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Flexible machining systems to make Army vehicle parts.

In a few months, a new, $8-million flexible machining system (FMS) will go into operation at the Aiken, SC, plant of FMC Corp's Ordnance Div, headquartered in San Jose, CA. Part of the division's long-range technology-implementation program, the FMS will initially turn out a family of 17 parts for the drivetrain and chassis of the US Army's Bradley Fighting Vehicles (Figure 1). Later on, the FMS will also produce parts for the Fighting Vehicle Systems Carrier (Figure 2), which has the same drivetrain and chassis as the Bradley.

FMC Corp plans to run the FMS three shifts a day, five days a week, with a minimum of 70 percent uptime. At th is rate the system will produce about 60 shipsets of parts a month. Part sizes will range from 8" X 8" up to 30" X 30". Room for expansion

Now being installed, the FMS (Figure 3) is being provided by the Manufacturing Systems Div of Cincinnati Milacron, Cincinnati, OH. Initially, four Milacron Model 20HC CNC machining centers (Figure 4) will perform 23 different machining operations, but floor space has been allowed for later addition of three more Model 20HCs.

Each machining center is equipped with automatic pallet delivery and discharge, Milacron's Acramtic computer controls, and automatic tool changing with on-machine storage of up to 90 tools.

Horizontal transport of parts pallets and replacement tools will be provided by three Model XKL automatic wireguided vehicles (Figure 5). Built by Eaton-Kenway, Salt Lake City, UT, these vehicles have on-board provision for automatic pallet transfer. Center articulation allows the vehicles to easily negotiate dips and rises in the floor. Parts indexed in two planes

An innovative feature in this FMS is the design of the two load/unload stations, which afford relatively easy handling of even the larger parts.

"These stations enable the operator to index parts in two planes," say G James Dunlap, marketing manager for Milacron's Manufacturing Systems Div. "Using the station, the operator can lift the pallet, tilt it through 90 degrees for loading or unloading, and rotate it through 360 degrees for bolting and umbolting of parts, and for removal of chips. This is the first time we've incorporated this design in an FMS."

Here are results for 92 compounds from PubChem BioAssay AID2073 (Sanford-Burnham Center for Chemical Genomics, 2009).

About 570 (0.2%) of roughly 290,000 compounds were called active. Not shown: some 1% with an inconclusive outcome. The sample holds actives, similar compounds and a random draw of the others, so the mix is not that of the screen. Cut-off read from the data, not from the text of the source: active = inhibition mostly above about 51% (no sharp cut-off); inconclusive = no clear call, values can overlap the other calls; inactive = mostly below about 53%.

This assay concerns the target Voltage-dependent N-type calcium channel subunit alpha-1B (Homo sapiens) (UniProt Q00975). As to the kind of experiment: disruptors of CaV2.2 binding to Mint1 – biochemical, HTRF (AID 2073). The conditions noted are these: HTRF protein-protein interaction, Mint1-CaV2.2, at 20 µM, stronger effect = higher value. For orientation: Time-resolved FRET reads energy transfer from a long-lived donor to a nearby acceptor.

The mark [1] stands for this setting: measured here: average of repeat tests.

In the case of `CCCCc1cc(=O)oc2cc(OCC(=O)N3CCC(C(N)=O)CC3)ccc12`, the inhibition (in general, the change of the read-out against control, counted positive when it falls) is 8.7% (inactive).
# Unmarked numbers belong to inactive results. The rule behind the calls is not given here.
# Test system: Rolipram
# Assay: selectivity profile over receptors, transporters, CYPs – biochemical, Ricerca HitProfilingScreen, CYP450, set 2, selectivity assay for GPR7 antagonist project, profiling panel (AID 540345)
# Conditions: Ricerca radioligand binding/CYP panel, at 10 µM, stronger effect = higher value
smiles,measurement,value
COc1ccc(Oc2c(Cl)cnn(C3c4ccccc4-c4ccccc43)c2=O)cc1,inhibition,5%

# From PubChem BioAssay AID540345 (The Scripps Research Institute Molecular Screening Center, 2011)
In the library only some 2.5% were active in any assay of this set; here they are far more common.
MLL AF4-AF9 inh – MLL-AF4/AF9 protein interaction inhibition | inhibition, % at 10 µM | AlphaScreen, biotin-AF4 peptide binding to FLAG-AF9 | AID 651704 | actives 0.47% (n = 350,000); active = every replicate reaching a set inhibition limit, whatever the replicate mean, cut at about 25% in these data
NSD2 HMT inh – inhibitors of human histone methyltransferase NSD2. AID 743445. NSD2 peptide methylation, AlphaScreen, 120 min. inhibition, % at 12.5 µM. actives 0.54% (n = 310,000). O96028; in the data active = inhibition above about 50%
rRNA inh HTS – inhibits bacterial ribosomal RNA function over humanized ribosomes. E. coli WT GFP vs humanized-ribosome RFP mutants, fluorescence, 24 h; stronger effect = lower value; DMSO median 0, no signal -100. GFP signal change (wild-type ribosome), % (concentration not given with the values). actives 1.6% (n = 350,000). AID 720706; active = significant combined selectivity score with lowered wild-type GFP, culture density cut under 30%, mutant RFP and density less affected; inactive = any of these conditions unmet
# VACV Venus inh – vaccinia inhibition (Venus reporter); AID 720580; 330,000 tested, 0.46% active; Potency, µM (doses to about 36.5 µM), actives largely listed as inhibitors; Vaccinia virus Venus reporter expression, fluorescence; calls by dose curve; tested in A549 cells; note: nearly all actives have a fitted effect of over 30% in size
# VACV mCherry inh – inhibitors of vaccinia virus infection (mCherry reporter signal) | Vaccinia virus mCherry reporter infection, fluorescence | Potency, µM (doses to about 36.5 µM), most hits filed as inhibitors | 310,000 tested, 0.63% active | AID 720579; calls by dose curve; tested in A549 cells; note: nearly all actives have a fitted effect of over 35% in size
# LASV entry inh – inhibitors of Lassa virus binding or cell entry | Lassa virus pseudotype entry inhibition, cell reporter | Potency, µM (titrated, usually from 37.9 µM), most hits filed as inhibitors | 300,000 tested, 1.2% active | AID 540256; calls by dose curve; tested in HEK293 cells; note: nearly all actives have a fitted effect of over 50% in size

Queuing and overflow of palleted parts will be handled by two standard 10-pallet Milacron automatic work changers (Figure 6). Use of the changers allows for replacing and maintainign fixtures without disruption of work flow.

A Model 340P CNC coordinate measuring machine--provided by DEA Inc, Livonia, MI--will automatically perform selective in-process and postprocess inspection of parts.

For chip removal, each pair of machining centers will be served by a single miniflume. The flumes will discharge to standard chip-collection units, which wil be handled by forklift trucks. Three minicomputers

The entire FMS will be managed by means of a Model PDP 11/44 minicomputer from Digital Equipment Corp, Maynard, MA. Operating under control of this computer, two DEC PDP 11/24 minicomputers will govern the operations of the CNC coordinate measuring machine and the automatic wire-guided vehicle system.

A control office will be installed on a mezzanine near the center of the FMS. Wire-guided vehicles will travel undr the mezzanine.

Software for the FMS consists of a packag eof modules designed by Cincinnati Milacron. Included are programs for work-order processing, fixture staging, load/unload staging, parts routing, vehicle traffic management, remote job entry, and batch scheduling.

Another software module enables simulation of system operation. FMC Corp will use this capability to optimize start-up, adn to respond quickly to unplanned events such as changes in parts design, processing sequence, and batch size.

According to Dunlap, start-up of the FMS is planned for September.
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Publication:Tooling & Production
Date:Jul 1, 1984
Words:607
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